Friday, January 20, 2017


Flathead Rob recently bought a pre-Monobloc Amal for me at an auction. To get it he had to buy a whole box of miscellaneous crap, mostly garbage. It did include a muffler of unknown origin that washer type baffle. It had an integrated knob that allowed you spin the washer 90 degrees to "engage" and "disengage" the baffle. I initially thought it was homemade, I've seen washers welded in as baffles before. I thought it was kinda neat and pulled it out to clean it up a little.

Once I knocked some of the carbon off I saw the Pacifico, Portland Oregon lettering. Naturally the Portland connection got me interested. A little research took me to a Cycle World write-up on them.

Allan N. Lader of Gresham, Oregon, applied for the patent on Snuff-or-Nots on November 5, 1964, and got the patent on October 10, 1967. A computer programmer back when computers understood Fortran and took up entire climate-controlled rooms, Lader was also a keen on-and-off-road rider who disliked having to put in and take out exhaust baffles—or what he calls “snuffers”—on his four-stroke dual-purpose bikes for different riding environments. 

What amounted to a flat washer that could be pivoted inside the exhaust pipe to silence the exhaust or turned edge-on to allow it to flow freely, depending on whether the bike was on- or off-road. Doing most of the test riding on his Ducati 250 Single, he invested two years and some $8000 of his own money (more than $57,000 today) to create, develop and test it before even trying to manufacture what became the Snuff-or-Not.
Lader sold more than 100,000 Snuff-or-Nots in the first year of manufacturing at $1.95 each (retail—and Twins, of course, needed two), through Pacifico, the company he co-owned with his brother, Randy.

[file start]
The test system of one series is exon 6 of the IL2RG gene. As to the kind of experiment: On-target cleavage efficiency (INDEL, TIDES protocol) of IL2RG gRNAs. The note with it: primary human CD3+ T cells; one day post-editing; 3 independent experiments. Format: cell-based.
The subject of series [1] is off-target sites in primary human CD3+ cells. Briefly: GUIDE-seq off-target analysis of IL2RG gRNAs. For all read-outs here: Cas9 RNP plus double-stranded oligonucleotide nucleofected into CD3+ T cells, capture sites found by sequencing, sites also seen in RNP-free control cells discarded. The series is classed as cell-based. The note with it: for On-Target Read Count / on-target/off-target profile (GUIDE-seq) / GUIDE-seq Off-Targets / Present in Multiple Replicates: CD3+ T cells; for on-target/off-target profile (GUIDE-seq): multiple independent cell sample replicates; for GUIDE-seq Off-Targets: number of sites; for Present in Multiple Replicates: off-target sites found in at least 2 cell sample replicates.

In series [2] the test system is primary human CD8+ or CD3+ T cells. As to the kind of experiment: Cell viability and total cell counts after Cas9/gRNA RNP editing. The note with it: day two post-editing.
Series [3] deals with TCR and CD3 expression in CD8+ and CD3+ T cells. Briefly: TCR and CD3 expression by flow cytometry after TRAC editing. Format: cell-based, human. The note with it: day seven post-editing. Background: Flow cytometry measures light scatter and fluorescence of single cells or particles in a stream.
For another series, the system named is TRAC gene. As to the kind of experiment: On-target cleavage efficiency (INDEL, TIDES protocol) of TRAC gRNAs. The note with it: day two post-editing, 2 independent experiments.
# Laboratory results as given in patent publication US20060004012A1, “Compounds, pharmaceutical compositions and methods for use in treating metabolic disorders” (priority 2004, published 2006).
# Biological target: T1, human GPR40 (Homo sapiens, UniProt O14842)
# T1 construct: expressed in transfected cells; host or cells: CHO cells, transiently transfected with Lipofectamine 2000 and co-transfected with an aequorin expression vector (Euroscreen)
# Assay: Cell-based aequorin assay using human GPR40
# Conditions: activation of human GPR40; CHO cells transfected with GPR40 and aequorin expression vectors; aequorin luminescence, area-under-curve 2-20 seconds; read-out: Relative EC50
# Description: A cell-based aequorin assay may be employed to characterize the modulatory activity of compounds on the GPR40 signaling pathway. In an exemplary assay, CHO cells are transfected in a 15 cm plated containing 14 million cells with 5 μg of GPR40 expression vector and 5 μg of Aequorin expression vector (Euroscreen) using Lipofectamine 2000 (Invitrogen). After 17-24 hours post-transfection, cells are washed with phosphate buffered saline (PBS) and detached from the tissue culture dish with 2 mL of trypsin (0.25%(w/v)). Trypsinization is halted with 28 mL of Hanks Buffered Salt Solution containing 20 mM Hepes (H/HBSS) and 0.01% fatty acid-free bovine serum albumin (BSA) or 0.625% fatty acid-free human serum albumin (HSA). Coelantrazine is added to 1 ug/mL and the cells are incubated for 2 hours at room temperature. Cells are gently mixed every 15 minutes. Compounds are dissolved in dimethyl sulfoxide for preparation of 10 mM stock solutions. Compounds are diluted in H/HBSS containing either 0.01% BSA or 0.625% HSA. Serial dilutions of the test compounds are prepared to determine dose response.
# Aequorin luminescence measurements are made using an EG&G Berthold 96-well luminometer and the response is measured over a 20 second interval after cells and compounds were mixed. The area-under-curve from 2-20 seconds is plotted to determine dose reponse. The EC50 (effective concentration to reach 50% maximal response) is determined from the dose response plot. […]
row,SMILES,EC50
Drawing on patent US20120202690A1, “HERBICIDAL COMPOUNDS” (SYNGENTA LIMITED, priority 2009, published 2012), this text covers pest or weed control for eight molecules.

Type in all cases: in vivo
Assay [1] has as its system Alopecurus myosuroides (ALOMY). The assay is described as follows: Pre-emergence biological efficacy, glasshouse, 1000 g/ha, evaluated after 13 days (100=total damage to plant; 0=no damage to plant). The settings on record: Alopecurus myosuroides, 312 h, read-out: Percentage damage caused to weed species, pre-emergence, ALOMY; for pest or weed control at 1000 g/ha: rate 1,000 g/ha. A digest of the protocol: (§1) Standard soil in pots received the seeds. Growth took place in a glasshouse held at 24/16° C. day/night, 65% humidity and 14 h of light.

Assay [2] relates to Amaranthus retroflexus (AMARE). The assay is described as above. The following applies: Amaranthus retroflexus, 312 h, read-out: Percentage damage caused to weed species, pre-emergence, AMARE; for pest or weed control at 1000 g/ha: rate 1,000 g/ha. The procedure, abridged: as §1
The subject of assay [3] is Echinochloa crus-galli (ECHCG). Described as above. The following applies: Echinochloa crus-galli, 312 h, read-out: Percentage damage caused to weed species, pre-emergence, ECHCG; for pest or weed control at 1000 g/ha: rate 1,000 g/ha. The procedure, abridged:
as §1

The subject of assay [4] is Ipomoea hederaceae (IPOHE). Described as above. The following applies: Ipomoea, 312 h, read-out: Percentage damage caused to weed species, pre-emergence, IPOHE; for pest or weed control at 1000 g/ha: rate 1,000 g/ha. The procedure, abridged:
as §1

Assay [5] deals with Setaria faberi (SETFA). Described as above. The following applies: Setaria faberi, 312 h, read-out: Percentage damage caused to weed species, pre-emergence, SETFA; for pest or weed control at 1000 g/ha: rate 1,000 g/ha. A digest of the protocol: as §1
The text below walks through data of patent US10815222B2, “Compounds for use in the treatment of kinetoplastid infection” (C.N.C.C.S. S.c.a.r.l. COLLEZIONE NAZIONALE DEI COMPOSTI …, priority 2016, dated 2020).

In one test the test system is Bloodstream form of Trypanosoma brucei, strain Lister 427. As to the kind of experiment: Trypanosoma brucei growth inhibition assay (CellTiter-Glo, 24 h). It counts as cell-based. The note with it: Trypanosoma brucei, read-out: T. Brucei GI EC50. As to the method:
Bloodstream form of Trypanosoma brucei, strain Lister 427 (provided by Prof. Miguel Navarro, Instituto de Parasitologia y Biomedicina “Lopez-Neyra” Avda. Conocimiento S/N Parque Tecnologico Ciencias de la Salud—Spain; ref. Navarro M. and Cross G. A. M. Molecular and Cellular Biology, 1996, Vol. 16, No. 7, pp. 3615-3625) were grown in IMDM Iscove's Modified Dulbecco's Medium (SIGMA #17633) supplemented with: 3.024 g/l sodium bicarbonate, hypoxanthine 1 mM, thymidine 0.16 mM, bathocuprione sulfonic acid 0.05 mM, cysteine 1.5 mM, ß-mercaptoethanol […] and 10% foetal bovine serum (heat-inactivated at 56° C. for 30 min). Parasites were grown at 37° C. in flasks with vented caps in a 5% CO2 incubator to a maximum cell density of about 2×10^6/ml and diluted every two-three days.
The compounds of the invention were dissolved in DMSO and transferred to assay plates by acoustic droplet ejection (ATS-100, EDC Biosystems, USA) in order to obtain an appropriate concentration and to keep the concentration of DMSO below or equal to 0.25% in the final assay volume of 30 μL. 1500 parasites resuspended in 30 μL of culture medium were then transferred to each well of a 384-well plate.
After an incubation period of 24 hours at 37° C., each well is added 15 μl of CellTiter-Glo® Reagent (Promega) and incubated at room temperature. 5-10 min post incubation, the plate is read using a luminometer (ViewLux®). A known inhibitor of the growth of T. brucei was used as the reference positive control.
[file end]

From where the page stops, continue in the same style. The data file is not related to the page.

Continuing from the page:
There were shops back in the day that wouldn’t even work on a bike with Snuff-or-Nots. Joe Bolger, legendary AMA Hall-of-Fame scrambles and MX racer, inventor and former Honda shop owner, reminded me of this when I asked him if he’d ever installed any. On the other hand, Carl Cranke, another AMA Hall-of-Fame member told me that when he worked at and raced for a Honda shop, he installed what seemed like thousands of them. 

I love the way a pile of crap that laid around in a storage shed for 40 years can result in a little snapshot of motorcycle history.


Bastard said...

I installed those on my brand new 1966 Honda 305 Scrambler...They vibrated to pieces in less than 500 miles...And the Scramber??? The coolest but junkiest
bike I ever purchased.. My brothers 305 Super Hawk was a great bike..

Anonymous said...

I installed a pair on my late 60s honda 160 scrambler... never had any issues with them. I loved the sound of the straight pipes on those engines but if you throttled back after engaging the snuff-or-nots, there was a significant reduction in the sound level, so they worked as designed for me.

I installed them with the knob pointing up (as opposed to pointing in towards the wheel) so they were easier to engage while riding. While that made them "more visible", any law enforcement following you could see them regardless of position, so I opted for the ease of use rather than trying to hide them from the side view.

Anonymous said...

What a blast from the past. My Dad had one on his Ducati Sebring 350, and it must have been newly on the market at the time. Of course as a kid I thought the bike sounded righteous.

Thanks for the write-up.